#Learning Difference Experience

This blog was originally published by IAACE.  Darrell Murray is our student and as we make July’s blogs about learning disabilities (we prefer to call them learning differences) we wanted to make sure you had an opportunity to read this again.  This time read to understand what he has had to go through to get where he is today.IMG_0052 (2)





Working on this blog has been a wonderful experience for my tutor Annette, and me.  We have met several times to discuss what makes our tutor/adult student team a success.  My name is Darrell and three years ago I could not read. Sure, I knew most of the letters of the alphabet but wasn’t as clear on what sounds the letters make.  I regarded people who could read as the “normals.” I bet you don’t even give your own literacy much thought; reading and writing is just second nature.  Those who cannot read nor write hide amongst us.  They have developed skills and tricks to get by as functioning adults in society.  That was me. But when my company was bought out I had no choice.  I had to learn to work with computers or lose my job.

That’s where Annette came into the picture.  She is a volunteer tutor at The Literacy Center.  We were introduced after I completed the required twelve hours in the computer lab.  We hit it off immediately.  We became a team!

But what made us a team?  That is why writing this article has been so beneficial.  We have closely examined our three years together and what has made us click.

After hours of discussion, our success boils down to  mutual respect and trust, passion, and laughter.

The number one key to a successful tutor/adult learner team is mutual respect and trust.  Of course, I have respect for Annette, but more importantly I know she has the upmost respect and trust in me.

Early on, the self-doubt of being too dumb to read was firmly planted in my psyche. Years of accumulated negative experiences (especially in school) made “fear” my best friend.  Through encouragement, patience, and understanding Annette slowly cleaned away the negative thoughts that were polluting my mind and spirit.

I began to believe in myself. A door was opened and beyond was the boundless vista of knowledge. In that positive atmosphere we became a team of equals.  We are peers. Period.

In an adult student it takes passion to want to change and it takes passion to be an effective tutor.  My passion to want to learn and Annette’s passion to teach me is obvious.  But this experience has had its up and downs.

My biggest obstacles were the times I wanted to quit.  Stresses in my life (work, health, family) were exhausting and that’s when my self-doubts were rekindled.  As my passions grew dimmer, Annette’s passions gently grew brighter. That’s when she listened.  She allowed me to express my fears without judging me. I gained self-respect after picking myself off the ground, dusting myself off, and getting back to work.

My biggest “up” moment was accepting the 2013 Dollar General Student of the Year award in Washington, D.C. at the United States Conference Adult Literacy hosted by ProLiteracy of America.  It was so uplifting to be bathed in the passion of hundreds of people and organizations that fight the battle for literacy.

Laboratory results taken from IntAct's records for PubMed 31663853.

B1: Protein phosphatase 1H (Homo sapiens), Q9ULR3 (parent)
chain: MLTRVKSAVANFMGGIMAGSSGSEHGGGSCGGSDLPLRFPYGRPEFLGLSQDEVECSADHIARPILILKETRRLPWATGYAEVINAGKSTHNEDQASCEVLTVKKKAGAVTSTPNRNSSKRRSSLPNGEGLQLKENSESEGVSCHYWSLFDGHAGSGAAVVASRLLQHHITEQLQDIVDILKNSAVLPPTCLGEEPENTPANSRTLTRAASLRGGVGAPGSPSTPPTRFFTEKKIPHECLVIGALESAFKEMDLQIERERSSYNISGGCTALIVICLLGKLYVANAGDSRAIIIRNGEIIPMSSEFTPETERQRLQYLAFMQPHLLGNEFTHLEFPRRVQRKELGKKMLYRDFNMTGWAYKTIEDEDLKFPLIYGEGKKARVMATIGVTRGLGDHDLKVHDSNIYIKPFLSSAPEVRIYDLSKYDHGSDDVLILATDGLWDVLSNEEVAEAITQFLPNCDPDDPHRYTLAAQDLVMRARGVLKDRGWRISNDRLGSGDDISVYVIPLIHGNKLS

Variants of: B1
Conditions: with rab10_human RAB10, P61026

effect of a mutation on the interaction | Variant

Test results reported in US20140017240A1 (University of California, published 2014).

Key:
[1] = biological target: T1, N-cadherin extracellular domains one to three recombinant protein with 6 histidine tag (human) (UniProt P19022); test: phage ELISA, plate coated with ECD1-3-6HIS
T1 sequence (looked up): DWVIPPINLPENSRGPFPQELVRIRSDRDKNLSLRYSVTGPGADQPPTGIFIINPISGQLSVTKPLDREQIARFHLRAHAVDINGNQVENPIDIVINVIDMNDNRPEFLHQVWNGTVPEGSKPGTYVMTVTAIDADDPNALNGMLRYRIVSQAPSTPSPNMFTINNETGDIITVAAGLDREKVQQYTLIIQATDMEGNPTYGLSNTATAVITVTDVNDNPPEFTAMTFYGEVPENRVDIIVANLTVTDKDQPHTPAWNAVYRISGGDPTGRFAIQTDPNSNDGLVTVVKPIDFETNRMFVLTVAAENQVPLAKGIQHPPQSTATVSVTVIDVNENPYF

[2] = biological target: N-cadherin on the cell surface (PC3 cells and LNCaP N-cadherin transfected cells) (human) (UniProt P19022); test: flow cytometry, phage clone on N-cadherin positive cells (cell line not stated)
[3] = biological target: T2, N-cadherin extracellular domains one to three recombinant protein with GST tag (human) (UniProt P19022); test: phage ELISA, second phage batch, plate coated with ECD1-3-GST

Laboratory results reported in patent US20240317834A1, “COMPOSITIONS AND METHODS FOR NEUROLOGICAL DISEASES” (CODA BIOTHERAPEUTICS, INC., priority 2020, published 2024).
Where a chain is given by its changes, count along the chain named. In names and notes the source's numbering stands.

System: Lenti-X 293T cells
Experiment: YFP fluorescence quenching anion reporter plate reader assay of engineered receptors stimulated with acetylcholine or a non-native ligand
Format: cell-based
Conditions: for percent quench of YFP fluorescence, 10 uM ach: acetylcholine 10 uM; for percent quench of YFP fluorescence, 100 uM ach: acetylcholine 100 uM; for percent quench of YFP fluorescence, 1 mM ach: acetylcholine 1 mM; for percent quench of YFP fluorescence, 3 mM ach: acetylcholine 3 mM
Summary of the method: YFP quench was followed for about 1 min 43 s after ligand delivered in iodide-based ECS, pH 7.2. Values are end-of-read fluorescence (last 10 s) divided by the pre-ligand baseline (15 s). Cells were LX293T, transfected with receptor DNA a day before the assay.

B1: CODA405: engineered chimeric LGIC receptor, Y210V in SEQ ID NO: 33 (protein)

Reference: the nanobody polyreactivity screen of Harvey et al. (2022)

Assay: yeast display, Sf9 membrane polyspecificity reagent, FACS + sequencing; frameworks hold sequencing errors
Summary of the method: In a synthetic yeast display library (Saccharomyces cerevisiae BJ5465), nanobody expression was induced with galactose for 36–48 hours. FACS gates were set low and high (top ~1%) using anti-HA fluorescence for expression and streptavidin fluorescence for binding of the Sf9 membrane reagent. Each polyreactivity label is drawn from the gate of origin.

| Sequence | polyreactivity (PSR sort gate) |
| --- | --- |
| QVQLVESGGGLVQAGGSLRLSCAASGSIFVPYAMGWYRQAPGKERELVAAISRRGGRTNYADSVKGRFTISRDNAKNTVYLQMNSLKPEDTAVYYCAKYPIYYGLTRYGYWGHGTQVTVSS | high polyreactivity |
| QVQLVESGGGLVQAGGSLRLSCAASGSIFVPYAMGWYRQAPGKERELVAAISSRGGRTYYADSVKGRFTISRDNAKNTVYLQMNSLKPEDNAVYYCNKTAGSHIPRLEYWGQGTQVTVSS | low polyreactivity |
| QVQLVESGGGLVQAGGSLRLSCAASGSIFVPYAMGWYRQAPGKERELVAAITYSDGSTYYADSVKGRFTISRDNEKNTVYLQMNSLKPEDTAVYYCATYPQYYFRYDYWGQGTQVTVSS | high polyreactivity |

So ups and downs are to be expected.  A successful team knows when to push and when to ease up.  Annette and I have that balance.  It is easy to have an ego in times of good but passion acts as a life preserver in times of bad.  And Annette is my cruise ship captain to literacy.

No team can be successful without laughter.  We laugh at each other and we laugh at ourselves.  For instance, I hid my tiny handwriting with my arm out of shame.  Annette made me write larger and it turns out my handwriting is neater than hers and Annette is starting to believe my Dyslexia is an airborne disease!  Humor is a large component in accepting who we are including our imperfections.

Laughter conquers fear. Annette and I first met in the private study rooms in our local libraries.  I perspired up a storm in those rooms because the fear of being judged, of failing, and of appearing stupid was thick in the air.

Laughter cut through that fear and left a happy atmosphere.  With fear out of the way, I became very open about my reading problems and began sharing my story with others.  Now we meet at Starbucks and the regulars know my story, a little boy who was scared to read out loud in class.  My goal is to read in front of them as a group.

My first novel I finished was Robert Louis Stevenson The Strange Case of Dr Jekyll and Mr Hydewhich is ironic.  I was Mr. Hyde hiding in the shadows of fear of shame of illiteracy. Today I identify with Dr. Jekyll basking in the shining light of knowledge.

Our team’s success has brought pens, paper and books into my home.  It has oiled my brain; my thinking has become more complex.  I believe in myself today.  Self-loathing has been replaced with self-love and acceptance.  But best of all… Annette and I have forged a lifetime friendship, and it all started because I had the courage to walk through the door of The Literacy Center and introduce myself, “Hi, my name is Darrell and I cannot read.”

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